Moscow frees Sentsov who fought its seizure of Crimea

By John Studer
September 23, 2019
Moscow frees Sentsov who fought its seizure of Crimea
Volodymyr Petrov

After years of an international campaign demanding freedom for Ukrainian and Crimean political prisoners framed up and imprisoned in Russia, the regime of Vladimir Putin released filmmaker Oleg Sentsov, left, and Oleksandr Kolchenko, right, along with 33 others in a “prisoner swap” with the Ukrainian government, Sept. 7. 

In addition to 11 political prisoners, the Putin regime released 24 Ukrainian sailors seized after a Russian naval attack on three Ukrainian ships in the Black Sea last November. 

Sentsov, who had been held for more than five years, carried out a 145-day hunger strike demanding freedom for all Ukrainian political prisoners in Putin’s gulag last year. 

This is a victory over the “special cruelty” despotic regimes “reserve for those who, through the power of writing and art can move others to resist as well,” PEN America’s Chief Executive Officer Suzanne Nossel said after Sentsov’s release. 

In addition to PEN, many organizations worldwide backed the fight for Sentsov’s freedom, including Amnesty International, the Militant  and the European Film Academy.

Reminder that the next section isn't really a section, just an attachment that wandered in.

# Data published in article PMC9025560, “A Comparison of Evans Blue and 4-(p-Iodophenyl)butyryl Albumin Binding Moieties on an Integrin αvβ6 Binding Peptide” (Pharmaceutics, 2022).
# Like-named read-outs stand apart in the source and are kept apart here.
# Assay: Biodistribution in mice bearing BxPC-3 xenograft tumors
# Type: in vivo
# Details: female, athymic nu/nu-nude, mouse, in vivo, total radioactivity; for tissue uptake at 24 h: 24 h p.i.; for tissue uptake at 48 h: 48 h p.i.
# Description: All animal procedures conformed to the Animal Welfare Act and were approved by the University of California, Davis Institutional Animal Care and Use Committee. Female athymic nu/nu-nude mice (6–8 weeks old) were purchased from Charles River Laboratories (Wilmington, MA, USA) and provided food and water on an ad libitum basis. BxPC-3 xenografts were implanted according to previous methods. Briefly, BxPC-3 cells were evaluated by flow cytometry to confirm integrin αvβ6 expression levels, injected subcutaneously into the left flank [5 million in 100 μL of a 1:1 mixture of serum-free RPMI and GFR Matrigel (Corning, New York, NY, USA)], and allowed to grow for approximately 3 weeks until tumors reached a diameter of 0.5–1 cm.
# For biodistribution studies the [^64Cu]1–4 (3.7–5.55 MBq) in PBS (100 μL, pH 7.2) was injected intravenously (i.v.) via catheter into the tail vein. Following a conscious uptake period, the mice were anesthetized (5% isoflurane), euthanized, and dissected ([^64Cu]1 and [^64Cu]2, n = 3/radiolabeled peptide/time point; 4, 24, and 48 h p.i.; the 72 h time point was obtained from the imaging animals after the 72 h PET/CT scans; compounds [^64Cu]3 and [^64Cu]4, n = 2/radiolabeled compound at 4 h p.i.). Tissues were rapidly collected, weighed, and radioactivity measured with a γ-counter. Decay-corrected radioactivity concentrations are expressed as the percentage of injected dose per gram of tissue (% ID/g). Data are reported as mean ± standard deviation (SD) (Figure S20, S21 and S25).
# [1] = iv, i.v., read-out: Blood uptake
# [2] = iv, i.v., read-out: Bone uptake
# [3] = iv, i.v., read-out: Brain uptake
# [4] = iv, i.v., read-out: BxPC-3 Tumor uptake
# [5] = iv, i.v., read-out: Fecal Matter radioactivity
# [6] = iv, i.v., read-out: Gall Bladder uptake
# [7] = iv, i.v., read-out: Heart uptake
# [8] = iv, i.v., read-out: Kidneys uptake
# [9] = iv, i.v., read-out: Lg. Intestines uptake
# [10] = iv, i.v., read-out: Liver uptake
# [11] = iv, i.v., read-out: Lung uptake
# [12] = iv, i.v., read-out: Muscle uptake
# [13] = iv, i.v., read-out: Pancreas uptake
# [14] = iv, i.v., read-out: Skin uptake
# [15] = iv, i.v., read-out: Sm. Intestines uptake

Sentsov and Kolchenko were framed up on charges of terrorism for opposing Moscow’s seizure of Crimea in 2014. They held a press conference in Kiev Sept. 10 after their release. Sentsov made it clear he intends to continue to fight for the release of dozens of Ukrainian political prisoners still interned in Russia and Russian citizens who have been imprisoned for protesting against Putin’s government. “They are our real brothers, and they are also prisoners of the Kremlin,” he said. 

Sentsov said he continued to work no matter what the conditions were in his Siberian prisons. “I brought back with me 22 kilograms of letters, books and notebooks,” he said. “Fifteen notebooks of finished scripts, collections of stories.” 

He also said he plans to publish a day-by-day diary he kept during his hunger strike. 

In addition to continuing to speak out for the freedom of political prisoners in Russia, Sentsov said he was looking forward to “the best things in life — making films and living.”